Horace Scurry: Our First African-American Law Student

Horace S. Scurry was one of many fascinating individuals who passed through the Milwaukee Law School between the time of its founding in the early 1890’s and its merger with Marquette University in 1908.  He appears to have been the first African-American to join the ranks of that institution’s students.

Details of Scurry’s life are meager.  He was born in 1865 in Delaware, Ohio, and first arrived in Milwaukee in 1882 at age 17.  He attended school in Milwaukee and then returned to Ohio, where he enrolled in Ohio Wesleyan College (which was in his hometown of Delaware).  The college catalog listed him as a Milwaukee resident, and he apparently entered college with the intention of becoming a teacher. In 1900, he was working at Booker T. Washington’s Tuskegee Institute, as the steward of the teachers’ house and, reportedly, as a teacher.

He returned to Milwaukee at some point and enrolled in the Milwaukee Law School.

Although he studied law, he does not appear to have been admitted to the bar.  The Milwaukee Law School was designed to prepare students for admission to the Wisconsin bar and did not award degrees of its own.  However, in 1908, following the merger, Marquette University awarded a law degree to any former student of the Milwaukee Law School who had been admitted to the Wisconsin bar.  Scurry’s name does not appear on the list of degree recipients, although it is possible that he was admitted but did not bother to apply for the Marquette degree.

In any event, Scurry’s future was in neither education nor law, but in religion.  In the early twentieth century (if not sooner), he became an ordained Baptist minister. He was affiliated with the Mt. Zion Baptist Church in Milwaukee (a black Baptist church) and with the Wisconsin State Baptist Convention.  After his entry into the ranks of the clergy, he retained an interest in politics and public affairs.  The archives of the American Socialist Party contain a letter written to Scurry by Norman Thomas, the party’s perennial presidential candidate.

In 1935, Scurry, aged 70 and retired from the ministry, was awarded a monthly old-age pension of $30 from the Milwaukee county court.  A story in the December 17, 1935, edition of the Milwaukee Journal reported the award of the pension by County Judge John C. Karel and mentioned Scurry’s prior affiliation with the Milwaukee Law School.  Scurry died on June 6, 1943, still affiliated with the Mt. Zion Baptist Church.

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Marquette University Law School in 1939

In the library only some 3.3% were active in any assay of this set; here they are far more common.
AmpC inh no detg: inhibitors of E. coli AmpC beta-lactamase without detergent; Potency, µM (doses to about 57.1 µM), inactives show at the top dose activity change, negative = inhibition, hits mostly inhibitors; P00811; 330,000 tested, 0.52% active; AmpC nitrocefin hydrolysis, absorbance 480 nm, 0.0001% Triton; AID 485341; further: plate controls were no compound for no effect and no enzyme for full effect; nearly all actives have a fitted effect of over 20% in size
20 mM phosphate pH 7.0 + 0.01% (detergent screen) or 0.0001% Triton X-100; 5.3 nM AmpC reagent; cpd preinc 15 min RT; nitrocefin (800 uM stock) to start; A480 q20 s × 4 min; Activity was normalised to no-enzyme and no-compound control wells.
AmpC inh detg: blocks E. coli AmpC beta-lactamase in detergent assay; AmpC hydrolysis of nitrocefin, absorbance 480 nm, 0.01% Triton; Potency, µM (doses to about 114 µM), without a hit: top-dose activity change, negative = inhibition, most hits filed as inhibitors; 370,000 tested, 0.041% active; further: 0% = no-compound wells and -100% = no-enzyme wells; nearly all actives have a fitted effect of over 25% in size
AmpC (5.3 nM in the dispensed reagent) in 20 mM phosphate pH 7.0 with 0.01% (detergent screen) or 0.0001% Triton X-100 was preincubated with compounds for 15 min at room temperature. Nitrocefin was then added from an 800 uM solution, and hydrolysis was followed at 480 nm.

In 1938, Jim Ghiardi transferred to Marquette University after his sophomore year at Northern State College (now Northern Michigan University) in Marquette, Michigan.  A year later, Jim enrolled in the Marquette University Law School under a program that allowed Marquette students to count their first year of law school as the final year of their undergraduate education.  Jim received his Ph.B. degree in 1940 and his law degree in 1942. The following is a description of the law school at the time of his initial enrollment in the fall of 1939.

The Law School

By 1939, Marquette University Law School had been training lawyers in Milwaukee for more than 45 years, and the school had been officially part of Marquette University since 1908.  Since 1924, all law school classes had been taught at the Law School Building (now known as Sensenbrenner Hall) which replaced an earlier building on the same site.

In 1939, the law school boasted an enrollment of 248 students and a faculty of ten, plus four “special lecturers” and law librarian Agnes Kendergan.  In addition, the Rev. Joseph A. Ormsby, S. J., served as the Regent of the Law School. Although the law school had originally offered instruction primarily in the evening, the evening division was terminated in 1924, and the last evening class was offered in 1927.

As an institution, Marquette University Law School was squarely in the mainstream of American legal education.  The school had been admitted to the Association of American Law Schools in 1912, and in 1925, shortly after the American Bar Association began to accredit law schools, it won ABA accreditation.  Historically, Marquette Law School graduates were required to take the Wisconsin bar examination to practice law in the state, but in 1933, after a long and sometimes bitter contest with the University of Wisconsin, the “diploma privilege” was extended to Marquette graduates.

Admission and Degrees

To secure admission to the law school, applicants had to be 18 years of age and must have completed three years of college.  There is no evidence that anyone who met these qualifications was turned down in 1939, but this was true for virtually every American law school before the Second World War.

Marquette students in 1939 had the option of pursuing two different types of law degrees—the bachelor of laws and the juris doctor.   Marquette was one of several American law schools that used this distinction to provide recognition for students who entered law school with college degrees (which were required only at a handful of schools) and who performed extremely well while in law school.  This two law degree program had been adopted at Marquette during the 1925-26 academic year.